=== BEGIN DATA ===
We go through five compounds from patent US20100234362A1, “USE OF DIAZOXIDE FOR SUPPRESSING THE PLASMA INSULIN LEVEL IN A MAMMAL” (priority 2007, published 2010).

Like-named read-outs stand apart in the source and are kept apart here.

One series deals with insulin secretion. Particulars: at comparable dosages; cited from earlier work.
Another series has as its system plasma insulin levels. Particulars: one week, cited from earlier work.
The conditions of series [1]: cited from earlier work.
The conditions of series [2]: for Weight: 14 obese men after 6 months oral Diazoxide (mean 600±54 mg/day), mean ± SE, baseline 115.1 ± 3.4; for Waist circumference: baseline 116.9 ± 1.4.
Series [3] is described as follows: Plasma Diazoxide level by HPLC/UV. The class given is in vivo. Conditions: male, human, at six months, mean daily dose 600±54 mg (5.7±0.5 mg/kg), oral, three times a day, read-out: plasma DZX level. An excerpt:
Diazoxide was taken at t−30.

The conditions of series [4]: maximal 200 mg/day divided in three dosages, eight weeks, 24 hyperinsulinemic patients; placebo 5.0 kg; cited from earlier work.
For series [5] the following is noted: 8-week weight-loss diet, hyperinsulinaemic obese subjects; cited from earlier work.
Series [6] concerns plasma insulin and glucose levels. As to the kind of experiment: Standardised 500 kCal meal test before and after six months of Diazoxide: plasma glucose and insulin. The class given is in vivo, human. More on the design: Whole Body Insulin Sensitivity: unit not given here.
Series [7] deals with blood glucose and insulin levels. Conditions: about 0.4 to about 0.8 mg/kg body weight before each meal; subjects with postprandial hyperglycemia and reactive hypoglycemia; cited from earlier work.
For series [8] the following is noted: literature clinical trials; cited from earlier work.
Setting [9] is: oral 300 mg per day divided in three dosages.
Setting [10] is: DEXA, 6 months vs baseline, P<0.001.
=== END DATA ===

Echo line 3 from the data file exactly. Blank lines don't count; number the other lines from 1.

One series deals with insulin secretion. Particulars: at comparable dosages; cited from earlier work.